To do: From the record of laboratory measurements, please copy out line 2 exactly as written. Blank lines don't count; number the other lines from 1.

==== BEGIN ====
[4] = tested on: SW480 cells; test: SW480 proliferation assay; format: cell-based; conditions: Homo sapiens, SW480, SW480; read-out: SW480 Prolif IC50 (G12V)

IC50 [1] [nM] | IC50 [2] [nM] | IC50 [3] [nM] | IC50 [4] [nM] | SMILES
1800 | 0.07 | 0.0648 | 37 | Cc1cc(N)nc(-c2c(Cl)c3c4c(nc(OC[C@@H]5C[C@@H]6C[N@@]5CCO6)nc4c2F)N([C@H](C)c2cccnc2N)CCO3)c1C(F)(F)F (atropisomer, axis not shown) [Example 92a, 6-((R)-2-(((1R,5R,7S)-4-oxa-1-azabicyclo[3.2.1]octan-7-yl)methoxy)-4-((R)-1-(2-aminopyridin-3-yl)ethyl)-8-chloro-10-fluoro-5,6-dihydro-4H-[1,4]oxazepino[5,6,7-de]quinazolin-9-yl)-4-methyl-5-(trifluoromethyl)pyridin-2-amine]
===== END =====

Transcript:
IC50 [1] [nM] | IC50 [2] [nM] | IC50 [3] [nM] | IC50 [4] [nM] | SMILES